By Busani Bafana
Farmer James Rusike loves white maize, the corn variety that’s the national staple here. But he’s since grown to love a different kind of maize: vitamin A-biofortified orange maize introduced to the country six years ago.
It is not hard to see why. Orange maize is nutritious, and it pays handsomely.
In the 2018-2019 growing season Rusike planted 5 hectares of biofortified maize. He harvested five tonnes, which he then sold to Skybrands, an agro-processor. He earned US$1,000, investing part of his profits in farm inputs and cattle.
Rusike, who hails from Bindura in Mashonaland Central Province, is now part of a collective of 300,000 households throughout Zimbabwe growing orange maize that’s been enriched with vitamin A through the process of biofortification.
Biofortification is an innovative solution to boosting the nutritional value of crops, in this case through conventional selective breeding. While crops can be selected and bred for taste, size, and drought tolerance, through biofortification farmers and scientists select for health benefits. The result is foods packed with micro-nutrients and minerals essential for good health and development.
There is great need for these foods. Zimbabwe has a high rate of malnutrition among women and children aged five and under, despite being on track to meet global targets for wasting and exclusive breastfeeding among under-fives, according to the Global Nutrition Report. Stunting, anaemia, and iron deficiency are all prevalent among young children and adults in the country.
Recognising the threat of this ‘hidden hunger’, in 2015 Zimbabwe’s government launched a five-year National Food Fortification Strategy which guides policy in preventing micronutrient deficiencies. HarvestPlus, a non-profit initiative, introduced a biofortification scheme called the Zimbabwe Livelihood and Food Security Program (LFSP) to help the government tackle this hidden hunger.
The effort encompasses 12 Districts. Smallholder farmers are now growing and consuming biofortified orange maize rich in vitamin A. They’re also raising biofortified beans packed with iron and zinc, and more recently biofortified orange sweet potatoes that have a higher vitamin A content than the traditional white variety. These foods are catching on, with studies showing an accelerating uptake of biofortified crops among farmers in Zimbabwe tapping into a growing demand and a ready market for these highly nutritious foods.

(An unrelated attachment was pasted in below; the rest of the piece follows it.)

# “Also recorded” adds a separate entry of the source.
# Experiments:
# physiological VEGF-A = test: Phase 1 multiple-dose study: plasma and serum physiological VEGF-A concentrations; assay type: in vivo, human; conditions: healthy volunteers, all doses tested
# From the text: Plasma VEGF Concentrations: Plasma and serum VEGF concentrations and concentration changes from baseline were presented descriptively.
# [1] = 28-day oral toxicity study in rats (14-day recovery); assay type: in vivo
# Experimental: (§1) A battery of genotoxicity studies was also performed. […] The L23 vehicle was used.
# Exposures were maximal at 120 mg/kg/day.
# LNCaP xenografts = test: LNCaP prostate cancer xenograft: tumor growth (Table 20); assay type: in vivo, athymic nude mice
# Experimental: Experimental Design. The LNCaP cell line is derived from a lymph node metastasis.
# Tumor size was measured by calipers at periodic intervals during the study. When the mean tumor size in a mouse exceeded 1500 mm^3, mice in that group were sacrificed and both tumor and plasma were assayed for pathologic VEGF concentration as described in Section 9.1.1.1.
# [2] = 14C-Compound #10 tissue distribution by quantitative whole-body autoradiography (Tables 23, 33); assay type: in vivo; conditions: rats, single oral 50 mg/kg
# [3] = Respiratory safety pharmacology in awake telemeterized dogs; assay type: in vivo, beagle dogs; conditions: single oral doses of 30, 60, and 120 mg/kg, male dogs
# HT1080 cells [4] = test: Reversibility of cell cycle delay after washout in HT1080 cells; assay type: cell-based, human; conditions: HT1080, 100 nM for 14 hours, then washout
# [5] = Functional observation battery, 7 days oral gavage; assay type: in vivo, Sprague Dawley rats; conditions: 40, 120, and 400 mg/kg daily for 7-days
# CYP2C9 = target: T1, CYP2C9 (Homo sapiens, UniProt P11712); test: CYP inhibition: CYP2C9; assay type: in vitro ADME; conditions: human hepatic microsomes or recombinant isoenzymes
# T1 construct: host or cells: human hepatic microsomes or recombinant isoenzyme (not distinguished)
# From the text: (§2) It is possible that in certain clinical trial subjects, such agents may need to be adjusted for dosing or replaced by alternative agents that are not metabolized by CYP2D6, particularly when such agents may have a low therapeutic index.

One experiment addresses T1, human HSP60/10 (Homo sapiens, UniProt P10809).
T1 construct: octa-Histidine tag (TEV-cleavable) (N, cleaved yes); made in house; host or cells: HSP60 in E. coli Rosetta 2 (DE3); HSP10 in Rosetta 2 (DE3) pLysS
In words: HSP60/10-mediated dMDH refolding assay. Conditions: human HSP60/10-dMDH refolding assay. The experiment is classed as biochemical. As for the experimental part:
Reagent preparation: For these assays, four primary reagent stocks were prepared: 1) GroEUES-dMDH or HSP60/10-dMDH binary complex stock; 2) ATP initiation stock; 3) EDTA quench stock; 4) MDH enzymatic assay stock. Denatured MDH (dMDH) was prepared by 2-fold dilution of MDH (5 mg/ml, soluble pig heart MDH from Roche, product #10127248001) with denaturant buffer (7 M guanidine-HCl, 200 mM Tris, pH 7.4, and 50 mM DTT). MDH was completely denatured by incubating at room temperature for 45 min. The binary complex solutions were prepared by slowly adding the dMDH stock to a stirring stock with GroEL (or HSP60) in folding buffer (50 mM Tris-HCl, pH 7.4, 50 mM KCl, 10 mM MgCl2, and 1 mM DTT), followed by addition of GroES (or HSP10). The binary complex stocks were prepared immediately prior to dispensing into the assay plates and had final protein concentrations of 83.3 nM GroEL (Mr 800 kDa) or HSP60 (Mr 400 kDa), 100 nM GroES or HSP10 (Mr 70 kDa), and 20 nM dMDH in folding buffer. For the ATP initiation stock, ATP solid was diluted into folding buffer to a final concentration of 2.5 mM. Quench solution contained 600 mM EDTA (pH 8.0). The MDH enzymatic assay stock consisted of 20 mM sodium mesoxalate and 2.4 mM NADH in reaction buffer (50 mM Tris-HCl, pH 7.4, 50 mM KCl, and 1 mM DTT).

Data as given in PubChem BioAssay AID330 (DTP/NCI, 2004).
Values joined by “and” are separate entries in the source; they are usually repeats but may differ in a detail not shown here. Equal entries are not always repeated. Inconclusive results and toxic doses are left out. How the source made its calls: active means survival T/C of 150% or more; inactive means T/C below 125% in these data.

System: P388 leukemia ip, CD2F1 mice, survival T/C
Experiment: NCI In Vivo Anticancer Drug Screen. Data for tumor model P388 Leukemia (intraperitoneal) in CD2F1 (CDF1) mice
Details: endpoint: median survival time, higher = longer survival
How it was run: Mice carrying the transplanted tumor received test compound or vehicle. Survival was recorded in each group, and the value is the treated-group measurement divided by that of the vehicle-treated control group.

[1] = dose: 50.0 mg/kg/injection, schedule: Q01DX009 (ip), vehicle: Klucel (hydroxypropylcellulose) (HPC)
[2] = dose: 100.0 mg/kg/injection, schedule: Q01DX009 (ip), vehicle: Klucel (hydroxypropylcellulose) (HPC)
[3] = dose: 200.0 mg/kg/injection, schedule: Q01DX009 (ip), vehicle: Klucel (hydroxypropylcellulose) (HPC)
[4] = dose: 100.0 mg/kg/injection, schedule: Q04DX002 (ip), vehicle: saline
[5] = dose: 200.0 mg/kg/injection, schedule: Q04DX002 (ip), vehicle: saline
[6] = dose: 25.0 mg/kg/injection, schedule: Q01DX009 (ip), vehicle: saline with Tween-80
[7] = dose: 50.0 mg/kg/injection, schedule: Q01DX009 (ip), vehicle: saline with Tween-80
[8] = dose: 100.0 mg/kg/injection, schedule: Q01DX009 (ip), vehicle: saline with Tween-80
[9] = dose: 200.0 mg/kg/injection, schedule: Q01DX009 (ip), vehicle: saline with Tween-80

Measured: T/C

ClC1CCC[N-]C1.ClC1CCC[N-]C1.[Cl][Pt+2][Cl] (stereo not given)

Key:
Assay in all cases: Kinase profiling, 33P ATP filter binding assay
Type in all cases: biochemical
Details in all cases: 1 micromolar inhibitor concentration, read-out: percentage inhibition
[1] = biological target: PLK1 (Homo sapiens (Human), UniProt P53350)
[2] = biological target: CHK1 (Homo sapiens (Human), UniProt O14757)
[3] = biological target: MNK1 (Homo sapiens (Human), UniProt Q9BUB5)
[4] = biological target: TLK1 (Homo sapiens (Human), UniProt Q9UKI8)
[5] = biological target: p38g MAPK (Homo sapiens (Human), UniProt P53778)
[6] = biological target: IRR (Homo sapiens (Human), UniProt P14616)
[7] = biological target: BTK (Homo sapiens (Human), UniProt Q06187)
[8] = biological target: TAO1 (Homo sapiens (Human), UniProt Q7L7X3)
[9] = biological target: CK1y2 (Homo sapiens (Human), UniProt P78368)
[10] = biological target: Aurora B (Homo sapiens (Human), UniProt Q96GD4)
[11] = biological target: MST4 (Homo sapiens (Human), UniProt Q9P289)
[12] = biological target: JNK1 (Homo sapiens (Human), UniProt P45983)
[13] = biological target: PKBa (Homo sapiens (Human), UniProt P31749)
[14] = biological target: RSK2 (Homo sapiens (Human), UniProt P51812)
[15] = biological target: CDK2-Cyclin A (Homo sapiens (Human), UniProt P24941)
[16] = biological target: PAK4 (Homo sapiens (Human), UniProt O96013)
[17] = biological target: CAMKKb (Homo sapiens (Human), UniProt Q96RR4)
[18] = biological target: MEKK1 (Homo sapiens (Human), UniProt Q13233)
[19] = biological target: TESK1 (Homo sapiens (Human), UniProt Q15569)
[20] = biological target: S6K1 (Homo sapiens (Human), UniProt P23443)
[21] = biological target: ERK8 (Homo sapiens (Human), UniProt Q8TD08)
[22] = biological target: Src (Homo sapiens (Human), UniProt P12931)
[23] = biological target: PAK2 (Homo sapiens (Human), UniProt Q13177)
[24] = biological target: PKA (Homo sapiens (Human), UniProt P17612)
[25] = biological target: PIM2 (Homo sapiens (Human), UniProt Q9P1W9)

More than 20 years ago international researchers developed golden rice, a white rice genetically modified to provide vitamin A and more iron which. But it failed to gain wide approval in many countries because of its GMO roots. This new biofortified orange maize, however, is fast gaining global support. Many governments readily accept it, with national agriculture research institutions involved in developing new healthier orange maize varieties.
“Golden rice was produced through genetic engineering, and therefore a GMO. This affected its acceptance in a world,” said Sakile Kudita, HarvestPlus Zimbabwe’s country manager. The increasingly popular orange maize is conventionally bred and doesn’t carry the socio-political burden that comes with GMOs, Kudita said, noting that it’s also scientifically proven to reduce vitamin A deficiency.
But biofortification is no silver bullet. “Biofortified crops are not a substitute for dietary diversity,” said Kudita, who is urging farmers to eat biofortified crops together with other locally-available nutrient-dense foods.
Agricultural scientist and biofortification expert Dr. Charles Mutimaamba cautioned that, though bred to resist the same field pests and diseases, new biofortified crops are more susceptible to attack by storage insect pests such as weevils. Controlling these pests through cultural practices and insecticides is critical, he said.
The benefits likely outweigh those risks. Mutimaamba said smallholder farmers can grow biofortified crops just as easily as they do non-biofortified varieties but realise higher returns given the stronger demand for these foods.
In addition to orange maize, HarvestPlus is introducing drought-tolerant iron pearl millet rich in both iron and zinc. It plans to scale up vitamin A sweet potatoes following successful on-farm trials done in the 2019/20 growing season when farmers selected their desired varieties. These biofortified crops both improve nutrition and serve as cash crops for smallholder farmers who sell their surplus to off-takers.
There’s also an unmet demand for biofortified beans, especially for NUA45, a sugar bean ‘super seed’ desired for its nutritional content, taste, and ease of cooking. SkyBrands is developing a NUA45 bean sausage as a new product, says co-founder Clive Gahadza.
But farmer Rusike worries that the on-going global COVID-19 pandemic may slow things down, a deeply frustrating development given the initial resounding success. SkyBrands warned him and others that they may not repeat their prior volume purchase due to lockdown measures. “This year I was looking forward to increasing my hectares above 5 hectares, but I have run into a challenge,” Rusike said. “I may have to cut back on the hectarage of orange maize I will grow this year.”
Still, there may be cause for optimism. If it overcomes pandemic hurdles SkyBrands says its hopes to contract 320 farmers to produce 320 tons of the orange maize that Rusike now holds dear.
Busani Bafana is an agricultural and food security journalist based in Bulawayo, Zimbabwe.